This book is a must read for every citizen of our country if he wants to remain true to himself and keep his head high and not be a victim in the hands of any member of the society. It is especially a beacon of light for the youth who envisage a better society.

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Posted by on April 28, 2012 in Uncategorized


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Udi or Vibhuti is the physical and tangible form of Bhakti- Gnyana- Vairagyam. These verily are the attributes of God.

Every time we are fortunate to receive udi from Ammagaru, we are supposed to remember that if one does ‘sadhana’ or spiritual discipline it takes the form of Fire, and emanates the fragrance in the subtle form to God which makes the sadhaka devoid of all smells good or bad and thus transforms him into the embodiment of bhakti-gnyana and vairagya which is akin to udi.

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Posted by on April 27, 2012 in Shirdi Sai Baba



Dattatreya manifests himself from time to time as the different saints or enlightened teachers in all religions, but the most complete incarnations have been Sripada Srivallabha (14th century), Sri Nrisimha Saraswati (15th century), Sri Manikya Prabhu (17th century), Sri Akkalkot Swami and Shirdi Sai Baba (both of them belonging to the 19th century) and Sri Ekkirala Bharadwaja (20th century).
These sadgurus were the most complete avatars of Lord Dattatreya as they possessed the qualities of being avadhutas (liberated souls), they were all stotriyas and all of them preached religious harmony. While the first four incarnations have been celibate saints, the last, Sri Sai Master, has been a householder saint in the ken of Agasthya Maharshi, Vasishtha Maharshi, etc.
Attitudes and the mindset of the people can typically be divided into 4 categories, because of which the caste system arose. In our ancient texts man’s life was divided into four stages with different sets of laws to be followed for each stage keeping the goal of liberation always in mind. The four stages were: brahmacharya, grihasta, vanaprastha and sannyasa ashramas. Those who were particularly strong and determined intellectually, were unhindered by worldly ties and materialistic pursuits, were allowed to take up the sannyasa ashram directly after the brahmacharya phase. Such an ascetic pursued liberation alone, while in the grihasta ashrama the same goal was pursued along with a help-mate; thereby the wife became the saha-dharma-charini (comrade in life and an equal participant in performance of and in reaping fruits of good deeds). The code of laws or the dharma of the grihasta ashrama was equally rigorous.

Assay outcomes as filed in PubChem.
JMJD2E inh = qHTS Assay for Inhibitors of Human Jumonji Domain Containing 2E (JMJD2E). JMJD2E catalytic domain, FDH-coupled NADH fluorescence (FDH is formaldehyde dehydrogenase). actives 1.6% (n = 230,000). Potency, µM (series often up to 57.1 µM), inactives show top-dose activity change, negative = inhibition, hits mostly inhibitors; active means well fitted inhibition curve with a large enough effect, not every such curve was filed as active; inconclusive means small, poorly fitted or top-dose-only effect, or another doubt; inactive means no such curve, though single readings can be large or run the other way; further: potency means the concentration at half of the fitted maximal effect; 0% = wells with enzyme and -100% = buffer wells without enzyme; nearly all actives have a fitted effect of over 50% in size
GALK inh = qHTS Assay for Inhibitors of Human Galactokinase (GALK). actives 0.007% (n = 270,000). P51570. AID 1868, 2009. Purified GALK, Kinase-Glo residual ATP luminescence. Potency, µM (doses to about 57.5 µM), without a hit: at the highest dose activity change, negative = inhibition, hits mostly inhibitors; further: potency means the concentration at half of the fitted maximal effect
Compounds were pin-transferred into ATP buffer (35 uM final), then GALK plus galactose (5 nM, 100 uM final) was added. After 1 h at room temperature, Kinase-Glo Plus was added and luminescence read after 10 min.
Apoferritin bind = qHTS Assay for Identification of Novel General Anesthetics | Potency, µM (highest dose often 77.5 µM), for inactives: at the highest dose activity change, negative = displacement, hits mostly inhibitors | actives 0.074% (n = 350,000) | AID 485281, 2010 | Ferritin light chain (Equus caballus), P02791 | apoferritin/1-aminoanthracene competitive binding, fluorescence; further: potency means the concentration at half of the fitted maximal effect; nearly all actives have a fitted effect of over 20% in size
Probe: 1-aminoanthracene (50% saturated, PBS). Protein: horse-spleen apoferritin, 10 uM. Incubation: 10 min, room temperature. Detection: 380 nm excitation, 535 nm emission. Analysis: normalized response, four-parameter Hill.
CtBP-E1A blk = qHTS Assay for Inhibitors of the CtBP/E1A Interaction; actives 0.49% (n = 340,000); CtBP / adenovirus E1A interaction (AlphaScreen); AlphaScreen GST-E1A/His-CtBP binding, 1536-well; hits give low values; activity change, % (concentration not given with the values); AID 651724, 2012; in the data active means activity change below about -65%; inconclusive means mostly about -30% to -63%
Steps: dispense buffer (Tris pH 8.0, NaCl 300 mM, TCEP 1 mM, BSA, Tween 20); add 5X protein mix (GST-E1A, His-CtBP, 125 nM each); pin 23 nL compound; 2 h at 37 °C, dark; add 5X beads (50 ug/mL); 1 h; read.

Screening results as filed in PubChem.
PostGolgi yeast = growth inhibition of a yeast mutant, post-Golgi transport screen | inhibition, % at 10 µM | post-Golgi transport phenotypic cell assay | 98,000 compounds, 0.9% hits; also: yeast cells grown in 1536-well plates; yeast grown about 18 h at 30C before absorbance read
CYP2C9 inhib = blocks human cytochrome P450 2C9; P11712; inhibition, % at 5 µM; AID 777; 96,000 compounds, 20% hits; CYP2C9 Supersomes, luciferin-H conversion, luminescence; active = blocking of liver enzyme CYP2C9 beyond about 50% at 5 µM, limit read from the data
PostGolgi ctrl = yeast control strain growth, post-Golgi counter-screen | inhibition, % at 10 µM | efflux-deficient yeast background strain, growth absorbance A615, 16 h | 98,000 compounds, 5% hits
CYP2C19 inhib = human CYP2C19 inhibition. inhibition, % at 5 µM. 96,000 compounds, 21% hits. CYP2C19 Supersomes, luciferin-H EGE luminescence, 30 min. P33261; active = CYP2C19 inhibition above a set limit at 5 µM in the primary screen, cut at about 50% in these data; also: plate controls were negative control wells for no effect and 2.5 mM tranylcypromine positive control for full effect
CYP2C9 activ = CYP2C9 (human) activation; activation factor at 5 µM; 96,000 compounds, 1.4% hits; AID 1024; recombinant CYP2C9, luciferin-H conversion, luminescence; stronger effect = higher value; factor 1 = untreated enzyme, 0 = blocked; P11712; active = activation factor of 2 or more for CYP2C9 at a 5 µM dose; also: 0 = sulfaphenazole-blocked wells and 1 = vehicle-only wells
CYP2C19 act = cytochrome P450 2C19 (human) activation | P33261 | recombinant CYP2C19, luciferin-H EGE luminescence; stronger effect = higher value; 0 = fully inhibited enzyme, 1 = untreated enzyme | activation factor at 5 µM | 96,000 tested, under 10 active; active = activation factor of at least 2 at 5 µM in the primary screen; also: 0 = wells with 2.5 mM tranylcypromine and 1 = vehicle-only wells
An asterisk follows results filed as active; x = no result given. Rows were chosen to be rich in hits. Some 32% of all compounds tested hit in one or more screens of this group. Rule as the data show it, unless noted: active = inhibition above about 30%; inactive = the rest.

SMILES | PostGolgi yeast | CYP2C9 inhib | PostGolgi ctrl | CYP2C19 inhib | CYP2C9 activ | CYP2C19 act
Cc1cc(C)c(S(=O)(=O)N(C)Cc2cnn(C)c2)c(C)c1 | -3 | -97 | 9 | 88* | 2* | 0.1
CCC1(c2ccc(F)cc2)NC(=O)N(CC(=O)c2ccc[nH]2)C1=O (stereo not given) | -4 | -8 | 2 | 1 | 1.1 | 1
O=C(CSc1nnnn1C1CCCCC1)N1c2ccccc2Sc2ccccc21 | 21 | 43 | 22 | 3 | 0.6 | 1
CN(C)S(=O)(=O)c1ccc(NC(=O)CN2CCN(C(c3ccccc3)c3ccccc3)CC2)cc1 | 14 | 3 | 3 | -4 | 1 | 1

In this modern age however, such an ideal householder’s life has fallen from its pristine state and is looked upon as an impediment to spiritual life. For most others, it is only the means of assuaging sexual desires legitimately. As Francis Bacon says succinctly, “He that hath wife and children hath given hostages to fortune; for they are impediments to great enterprises, either by virtue or mischief.” Swami Vivekananda bemoaned the fact that people were playing down the householder’s life as a weak dispirited and burdened existence, which is completely reverse of what this ashrama was meant to be. It was the strongest ashrama and provided the rest of society – the brahmacharis, the aged and the ascetics with shelter and sustenance. Support in the society for any individual or enterprise was provided only by the householder as he was the only earning member in the social structure, which in return benefitted the grihasta couple with inner purity.